Suddenly, it seems, governors and state university presidents are all talking about American adults who’ve taken some college courses but never finished a degree. Even legislators in Washington are buzzing about a huge need for “completion programs” to help such incomplete learners get the degrees they need. All parties seem to point instinctively to public universities as the best solution to the problem. But history doesn’t indicate that state schools will succeed.
The numbers certainly look compelling. According to the Lumina Foundation, a private philanthropy, there are 37 million adults between the age of 25 and 65 in the U.S. who have gone to college but never earned any kind of degree. Colorado governor Bill Ritter recently said his state has 600,000 such people, while the Arizona Board of Regents has announced that four out of five high school graduates in the state do not have a college degree six years after finishing high school. A common theme being sounded is that workers without degrees cause a big hit to American job productivity.
A broad mix of grants, new completion degree programs and credit transfer options (to give students who’ve taken some classes a way to apply those credits toward a full degree) are being proposed – mostly with the idea of bringing state university systems to the rescue. But while legislators and educators argue, accurately, that this is where students can get the most education at the lowest price, there’s an essential problem with the type of student who needs the help.
A back story here involves some past failures and, not surprisingly, money. For begin with, the large number of adults with unfinished degrees offers, perhaps, a subtle indictment of state colleges and universities. If they match the broader demographics in American higher education (see a very complete picture of the type of schools attended by U.S. undergrads here), the vast majority of them once took courses at a state university or public community college, but failed to complete a degree there. That irony that seems lost on those now posing state schools as a cure-all.
Hitting The For-Profits
The money part has much to do with a debate about for-profit colleges currently raging in Washington, DC. It started in early 2010, when Health, Education, Labor and Pensions Committee chairman Tom Harkin (Dem, IA) began releasing all sorts of damning statistics about for-profit schools, and it has set the University of Phoenix and others scrambling to burnish their reputations and fight off potential new regulation. Accusations of high dropout rates, over-aggressive recruitment policies and waste of government educational aid have many in Congress saying that government education money would be better spent in state schools. And the presidents of public universities agree. That would be the expedient thing to do in an environment where most education subsidies are being slashed due to massive state budget deficits.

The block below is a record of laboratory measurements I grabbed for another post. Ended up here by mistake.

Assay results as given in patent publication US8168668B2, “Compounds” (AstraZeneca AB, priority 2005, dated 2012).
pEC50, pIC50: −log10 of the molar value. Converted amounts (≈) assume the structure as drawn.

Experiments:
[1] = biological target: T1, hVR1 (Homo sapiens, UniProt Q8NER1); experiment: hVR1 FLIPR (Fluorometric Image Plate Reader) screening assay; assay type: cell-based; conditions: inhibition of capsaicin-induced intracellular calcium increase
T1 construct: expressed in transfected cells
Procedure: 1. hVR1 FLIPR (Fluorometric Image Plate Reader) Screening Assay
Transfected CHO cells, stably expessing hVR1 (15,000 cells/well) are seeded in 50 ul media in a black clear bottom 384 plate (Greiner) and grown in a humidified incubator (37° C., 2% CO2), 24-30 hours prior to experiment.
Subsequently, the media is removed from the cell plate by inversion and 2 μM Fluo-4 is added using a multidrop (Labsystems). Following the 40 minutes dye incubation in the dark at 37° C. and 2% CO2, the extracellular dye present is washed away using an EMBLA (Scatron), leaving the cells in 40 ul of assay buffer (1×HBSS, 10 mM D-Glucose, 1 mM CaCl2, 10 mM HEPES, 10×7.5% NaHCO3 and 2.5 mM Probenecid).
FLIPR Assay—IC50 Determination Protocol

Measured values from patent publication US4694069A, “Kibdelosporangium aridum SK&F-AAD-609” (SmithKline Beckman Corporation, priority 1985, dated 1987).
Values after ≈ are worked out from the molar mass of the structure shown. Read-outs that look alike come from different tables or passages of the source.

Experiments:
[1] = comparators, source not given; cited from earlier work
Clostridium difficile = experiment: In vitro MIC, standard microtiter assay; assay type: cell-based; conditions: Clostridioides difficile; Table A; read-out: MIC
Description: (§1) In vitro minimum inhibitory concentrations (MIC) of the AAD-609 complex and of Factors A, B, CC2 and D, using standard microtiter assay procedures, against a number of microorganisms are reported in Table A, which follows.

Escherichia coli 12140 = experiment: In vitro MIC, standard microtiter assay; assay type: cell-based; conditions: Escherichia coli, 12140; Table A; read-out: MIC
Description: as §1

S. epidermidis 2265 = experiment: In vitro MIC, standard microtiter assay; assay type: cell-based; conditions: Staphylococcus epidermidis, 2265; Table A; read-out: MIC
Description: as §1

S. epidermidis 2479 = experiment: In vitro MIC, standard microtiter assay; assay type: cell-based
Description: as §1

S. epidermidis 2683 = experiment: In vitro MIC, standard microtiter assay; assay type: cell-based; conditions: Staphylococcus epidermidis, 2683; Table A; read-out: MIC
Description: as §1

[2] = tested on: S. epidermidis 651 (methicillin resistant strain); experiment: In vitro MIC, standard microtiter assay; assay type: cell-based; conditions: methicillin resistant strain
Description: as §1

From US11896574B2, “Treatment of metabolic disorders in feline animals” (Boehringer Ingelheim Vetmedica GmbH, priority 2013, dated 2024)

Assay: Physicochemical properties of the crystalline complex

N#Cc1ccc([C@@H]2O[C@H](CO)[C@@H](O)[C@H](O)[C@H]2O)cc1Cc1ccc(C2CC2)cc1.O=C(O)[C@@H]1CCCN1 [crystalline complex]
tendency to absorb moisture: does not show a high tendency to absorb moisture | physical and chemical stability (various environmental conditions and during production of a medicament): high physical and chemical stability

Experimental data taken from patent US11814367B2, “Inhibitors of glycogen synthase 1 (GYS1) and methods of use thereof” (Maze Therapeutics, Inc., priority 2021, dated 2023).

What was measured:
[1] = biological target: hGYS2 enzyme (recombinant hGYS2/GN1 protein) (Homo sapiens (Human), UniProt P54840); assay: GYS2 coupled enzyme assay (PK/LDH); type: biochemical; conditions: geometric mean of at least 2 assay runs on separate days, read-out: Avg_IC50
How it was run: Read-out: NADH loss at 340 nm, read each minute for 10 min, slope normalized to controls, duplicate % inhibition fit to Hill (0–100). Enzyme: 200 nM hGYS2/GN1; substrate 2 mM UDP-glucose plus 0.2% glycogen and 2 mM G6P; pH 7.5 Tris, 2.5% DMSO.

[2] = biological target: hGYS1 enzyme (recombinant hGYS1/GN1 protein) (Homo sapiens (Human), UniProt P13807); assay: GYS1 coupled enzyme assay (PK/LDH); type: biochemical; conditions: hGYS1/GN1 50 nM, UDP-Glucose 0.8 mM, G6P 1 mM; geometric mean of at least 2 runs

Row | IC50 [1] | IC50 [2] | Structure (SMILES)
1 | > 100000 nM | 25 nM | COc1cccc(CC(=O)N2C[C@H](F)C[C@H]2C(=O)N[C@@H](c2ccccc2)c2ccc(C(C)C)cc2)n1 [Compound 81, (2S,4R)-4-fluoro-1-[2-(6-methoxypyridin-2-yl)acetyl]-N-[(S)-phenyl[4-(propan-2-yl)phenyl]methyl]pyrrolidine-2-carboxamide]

The problem is that the for-profits’ loss (University of Phoenix announced that enrollment would be down 40% this year) may not be the state schools’ gain. It seems likely that for-profit schools will spend the next few years in a state of transition or perhaps retreat. But it’s also true that kind of services adult learners want – online degree programs with flexible schedules, top-end websites and tech-savvy teachers – are an area where they have far surpassed the average public university.
Global Crack Up
School politics are also a key issue. The glaring example of this is the effort launched in 2008 by the University of Illinois to join the online education fray with a “global campus.” The idea was to extend the school’s quality education and well-known brand name to a vast number of “non-traditional and placebound” students, each of whom would actually get a free computer with their reasonably-priced tuition. School officials cheerfully predicted the school would be serving 70,000 plus students online through the program by 2018.
Then a firestorm of controversy erupted inside the university. Administrators found themselves in a nasty struggle with faculty members who did not necessarily believe in online education, and who saw it – and the tech-savvy (read: younger) professors it requires – as a major threat to their system of tenure. Less than three years later, the program is dead, with the University of Illinois having lost $7 million on it. In an article on insidehighered.com, the former CEO of the Illinois Global Campus, Chester Gardner, said recently “It’s over…I wish people would just leave it alone.”
Outside the for-profit world, relatively few schools have shown an appetite for jumping into adult education online. A handful of private schools, Wharton and Cornell particularly, have created state of the art online programs. But they are certificate and not full degree-granting programs.
Two major charges leveled by Senator Harkin are that for-profit schools get a disproportionately large chunk of federal grant money, and that they have low completion rates (with perhaps under 50% of students who start actually getting through their degree programs). The debate about whether or not the for-profit schools deliver quality schooling seems likely to go on for some time. But however distasteful educators, legislators and perhaps even students may find the idea of making money on education, it’s possible that state schools may soon discover something the for-profit schools already know: that attracting adult learners and getting them to complete their degree programs takes a lot of work, requires some marketing expertise and costs a good deal of money.